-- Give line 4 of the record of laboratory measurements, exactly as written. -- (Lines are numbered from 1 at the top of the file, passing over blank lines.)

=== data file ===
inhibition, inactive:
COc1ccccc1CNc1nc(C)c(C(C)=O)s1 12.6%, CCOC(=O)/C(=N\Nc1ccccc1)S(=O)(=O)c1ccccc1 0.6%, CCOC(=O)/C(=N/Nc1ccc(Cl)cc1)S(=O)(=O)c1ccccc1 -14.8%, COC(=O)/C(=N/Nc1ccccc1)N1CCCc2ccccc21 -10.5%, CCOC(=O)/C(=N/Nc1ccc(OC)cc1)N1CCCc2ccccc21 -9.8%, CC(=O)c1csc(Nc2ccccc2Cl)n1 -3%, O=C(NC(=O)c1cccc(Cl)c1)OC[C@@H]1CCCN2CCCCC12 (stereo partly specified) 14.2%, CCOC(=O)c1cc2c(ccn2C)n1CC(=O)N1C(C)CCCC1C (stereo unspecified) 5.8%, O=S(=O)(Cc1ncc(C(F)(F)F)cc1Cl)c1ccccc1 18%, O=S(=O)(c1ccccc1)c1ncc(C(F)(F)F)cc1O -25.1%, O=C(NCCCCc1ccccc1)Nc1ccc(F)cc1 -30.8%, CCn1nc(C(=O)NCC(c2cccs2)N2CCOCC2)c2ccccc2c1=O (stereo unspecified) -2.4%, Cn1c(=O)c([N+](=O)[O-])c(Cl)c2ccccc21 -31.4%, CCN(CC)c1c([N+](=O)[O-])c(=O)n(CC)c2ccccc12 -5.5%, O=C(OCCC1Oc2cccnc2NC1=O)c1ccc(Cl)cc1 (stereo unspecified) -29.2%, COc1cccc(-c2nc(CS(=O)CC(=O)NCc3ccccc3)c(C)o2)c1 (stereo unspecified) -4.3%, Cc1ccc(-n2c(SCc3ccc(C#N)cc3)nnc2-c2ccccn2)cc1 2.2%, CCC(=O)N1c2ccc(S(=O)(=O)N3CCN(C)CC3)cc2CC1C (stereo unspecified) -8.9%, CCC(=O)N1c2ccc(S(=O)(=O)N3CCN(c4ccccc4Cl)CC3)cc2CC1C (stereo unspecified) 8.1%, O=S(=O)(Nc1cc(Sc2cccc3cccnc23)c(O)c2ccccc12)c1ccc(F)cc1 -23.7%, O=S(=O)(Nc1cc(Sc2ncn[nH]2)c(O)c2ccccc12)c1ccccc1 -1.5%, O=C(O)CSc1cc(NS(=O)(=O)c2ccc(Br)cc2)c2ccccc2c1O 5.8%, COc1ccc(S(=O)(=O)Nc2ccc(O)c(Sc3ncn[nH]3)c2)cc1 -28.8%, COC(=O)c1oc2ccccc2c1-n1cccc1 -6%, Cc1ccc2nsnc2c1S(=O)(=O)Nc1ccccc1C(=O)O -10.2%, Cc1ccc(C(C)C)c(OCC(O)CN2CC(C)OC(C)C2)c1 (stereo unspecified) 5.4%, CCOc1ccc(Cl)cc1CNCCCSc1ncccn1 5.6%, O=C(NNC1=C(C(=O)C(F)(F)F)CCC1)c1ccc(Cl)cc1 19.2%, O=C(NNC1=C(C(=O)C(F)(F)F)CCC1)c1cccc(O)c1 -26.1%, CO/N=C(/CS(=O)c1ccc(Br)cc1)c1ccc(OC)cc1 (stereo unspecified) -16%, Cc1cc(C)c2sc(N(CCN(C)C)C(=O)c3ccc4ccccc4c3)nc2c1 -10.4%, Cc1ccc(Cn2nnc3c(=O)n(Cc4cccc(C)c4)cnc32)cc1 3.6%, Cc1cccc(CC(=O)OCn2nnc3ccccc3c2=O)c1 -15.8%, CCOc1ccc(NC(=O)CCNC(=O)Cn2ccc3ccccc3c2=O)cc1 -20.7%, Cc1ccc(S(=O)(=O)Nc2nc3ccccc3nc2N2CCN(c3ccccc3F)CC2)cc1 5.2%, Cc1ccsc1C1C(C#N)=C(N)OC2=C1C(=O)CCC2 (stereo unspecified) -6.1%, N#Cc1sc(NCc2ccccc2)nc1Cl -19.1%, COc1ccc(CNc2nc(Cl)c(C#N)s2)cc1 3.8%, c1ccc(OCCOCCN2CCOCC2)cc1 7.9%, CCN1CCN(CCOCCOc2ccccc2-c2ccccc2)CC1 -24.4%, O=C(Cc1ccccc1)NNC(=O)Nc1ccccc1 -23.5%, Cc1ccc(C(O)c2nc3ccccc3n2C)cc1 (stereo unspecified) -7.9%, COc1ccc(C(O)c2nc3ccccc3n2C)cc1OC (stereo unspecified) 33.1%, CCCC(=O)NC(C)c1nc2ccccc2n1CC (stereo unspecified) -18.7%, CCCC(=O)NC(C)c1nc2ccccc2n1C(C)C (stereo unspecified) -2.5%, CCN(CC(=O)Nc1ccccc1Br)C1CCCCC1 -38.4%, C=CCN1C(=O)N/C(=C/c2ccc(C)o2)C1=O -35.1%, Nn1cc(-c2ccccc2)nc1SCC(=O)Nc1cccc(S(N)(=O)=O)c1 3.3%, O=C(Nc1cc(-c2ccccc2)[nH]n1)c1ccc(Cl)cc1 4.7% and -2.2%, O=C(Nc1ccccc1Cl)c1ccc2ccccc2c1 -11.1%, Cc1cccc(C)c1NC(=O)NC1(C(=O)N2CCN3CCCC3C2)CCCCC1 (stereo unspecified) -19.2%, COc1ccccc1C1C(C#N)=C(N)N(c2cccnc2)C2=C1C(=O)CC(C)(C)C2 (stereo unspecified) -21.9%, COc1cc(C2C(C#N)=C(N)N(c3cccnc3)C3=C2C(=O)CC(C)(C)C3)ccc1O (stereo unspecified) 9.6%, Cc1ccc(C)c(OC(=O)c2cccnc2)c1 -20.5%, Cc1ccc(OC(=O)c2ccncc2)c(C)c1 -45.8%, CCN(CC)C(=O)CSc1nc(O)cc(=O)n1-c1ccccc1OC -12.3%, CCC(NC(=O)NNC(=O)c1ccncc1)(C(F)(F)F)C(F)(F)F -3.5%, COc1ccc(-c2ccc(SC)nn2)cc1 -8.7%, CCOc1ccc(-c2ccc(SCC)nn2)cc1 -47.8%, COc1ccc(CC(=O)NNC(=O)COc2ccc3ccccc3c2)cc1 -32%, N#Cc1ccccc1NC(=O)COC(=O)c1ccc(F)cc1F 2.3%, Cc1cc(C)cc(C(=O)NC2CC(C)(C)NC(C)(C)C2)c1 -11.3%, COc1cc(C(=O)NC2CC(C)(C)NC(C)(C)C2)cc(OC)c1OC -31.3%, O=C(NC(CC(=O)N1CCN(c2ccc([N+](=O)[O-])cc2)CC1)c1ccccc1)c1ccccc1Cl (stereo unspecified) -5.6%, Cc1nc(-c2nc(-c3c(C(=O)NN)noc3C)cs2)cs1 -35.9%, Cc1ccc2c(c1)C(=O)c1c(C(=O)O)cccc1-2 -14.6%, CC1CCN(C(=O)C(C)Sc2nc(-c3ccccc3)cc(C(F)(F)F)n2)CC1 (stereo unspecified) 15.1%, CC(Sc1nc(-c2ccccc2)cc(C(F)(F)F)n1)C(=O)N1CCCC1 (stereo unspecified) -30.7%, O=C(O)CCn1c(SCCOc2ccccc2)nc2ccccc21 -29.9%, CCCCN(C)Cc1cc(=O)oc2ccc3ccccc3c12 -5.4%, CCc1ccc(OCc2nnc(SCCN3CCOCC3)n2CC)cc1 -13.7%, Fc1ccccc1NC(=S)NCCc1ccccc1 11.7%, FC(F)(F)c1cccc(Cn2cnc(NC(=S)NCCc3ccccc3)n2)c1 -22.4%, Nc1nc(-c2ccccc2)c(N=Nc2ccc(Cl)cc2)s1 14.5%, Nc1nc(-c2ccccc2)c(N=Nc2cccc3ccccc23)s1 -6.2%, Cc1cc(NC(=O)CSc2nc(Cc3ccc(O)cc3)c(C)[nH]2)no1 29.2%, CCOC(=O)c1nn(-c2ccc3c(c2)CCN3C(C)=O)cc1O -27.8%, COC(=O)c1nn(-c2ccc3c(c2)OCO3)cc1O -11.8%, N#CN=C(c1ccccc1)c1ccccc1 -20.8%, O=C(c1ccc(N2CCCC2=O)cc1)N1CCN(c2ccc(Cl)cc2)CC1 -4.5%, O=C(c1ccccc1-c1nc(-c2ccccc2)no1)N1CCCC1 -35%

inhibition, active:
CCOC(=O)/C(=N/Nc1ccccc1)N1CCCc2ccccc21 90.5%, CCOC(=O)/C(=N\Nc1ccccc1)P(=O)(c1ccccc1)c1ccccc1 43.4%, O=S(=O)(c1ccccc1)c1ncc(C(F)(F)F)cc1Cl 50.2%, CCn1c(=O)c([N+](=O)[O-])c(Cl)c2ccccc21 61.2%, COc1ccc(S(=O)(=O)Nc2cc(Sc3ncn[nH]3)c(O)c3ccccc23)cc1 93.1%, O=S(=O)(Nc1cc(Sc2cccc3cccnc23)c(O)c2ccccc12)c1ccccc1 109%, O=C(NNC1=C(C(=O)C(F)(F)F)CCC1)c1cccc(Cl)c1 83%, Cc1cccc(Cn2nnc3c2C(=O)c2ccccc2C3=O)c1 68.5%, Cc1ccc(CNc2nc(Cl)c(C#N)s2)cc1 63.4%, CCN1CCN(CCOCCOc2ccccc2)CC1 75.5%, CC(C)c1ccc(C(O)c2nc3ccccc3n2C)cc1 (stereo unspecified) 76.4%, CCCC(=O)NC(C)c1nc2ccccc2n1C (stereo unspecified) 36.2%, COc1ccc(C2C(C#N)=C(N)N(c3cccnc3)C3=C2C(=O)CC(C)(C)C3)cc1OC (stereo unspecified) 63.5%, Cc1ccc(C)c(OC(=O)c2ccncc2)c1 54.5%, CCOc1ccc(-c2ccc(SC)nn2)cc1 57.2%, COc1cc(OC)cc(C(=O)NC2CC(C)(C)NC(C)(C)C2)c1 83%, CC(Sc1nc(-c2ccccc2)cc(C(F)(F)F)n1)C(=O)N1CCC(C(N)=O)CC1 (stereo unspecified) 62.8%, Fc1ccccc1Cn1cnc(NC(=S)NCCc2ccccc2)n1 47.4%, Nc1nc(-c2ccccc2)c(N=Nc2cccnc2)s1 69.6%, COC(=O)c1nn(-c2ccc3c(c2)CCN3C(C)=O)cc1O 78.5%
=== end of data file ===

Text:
CCOC(=O)/C(=N/Nc1ccccc1)N1CCCc2ccccc21 90.5%, CCOC(=O)/C(=N\Nc1ccccc1)P(=O)(c1ccccc1)c1ccccc1 43.4%, O=S(=O)(c1ccccc1)c1ncc(C(F)(F)F)cc1Cl 50.2%, CCn1c(=O)c([N+](=O)[O-])c(Cl)c2ccccc21 61.2%, COc1ccc(S(=O)(=O)Nc2cc(Sc3ncn[nH]3)c(O)c3ccccc23)cc1 93.1%, O=S(=O)(Nc1cc(Sc2cccc3cccnc23)c(O)c2ccccc12)c1ccccc1 109%, O=C(NNC1=C(C(=O)C(F)(F)F)CCC1)c1cccc(Cl)c1 83%, Cc1cccc(Cn2nnc3c2C(=O)c2ccccc2C3=O)c1 68.5%, Cc1ccc(CNc2nc(Cl)c(C#N)s2)cc1 63.4%, CCN1CCN(CCOCCOc2ccccc2)CC1 75.5%, CC(C)c1ccc(C(O)c2nc3ccccc3n2C)cc1 (stereo unspecified) 76.4%, CCCC(=O)NC(C)c1nc2ccccc2n1C (stereo unspecified) 36.2%, COc1ccc(C2C(C#N)=C(N)N(c3cccnc3)C3=C2C(=O)CC(C)(C)C3)cc1OC (stereo unspecified) 63.5%, Cc1ccc(C)c(OC(=O)c2ccncc2)c1 54.5%, CCOc1ccc(-c2ccc(SC)nn2)cc1 57.2%, COc1cc(OC)cc(C(=O)NC2CC(C)(C)NC(C)(C)C2)c1 83%, CC(Sc1nc(-c2ccccc2)cc(C(F)(F)F)n1)C(=O)N1CCC(C(N)=O)CC1 (stereo unspecified) 62.8%, Fc1ccccc1Cn1cnc(NC(=S)NCCc2ccccc2)n1 47.4%, Nc1nc(-c2ccccc2)c(N=Nc2cccnc2)s1 69.6%, COC(=O)c1nn(-c2ccc3c(c2)CCN3C(C)=O)cc1O 78.5%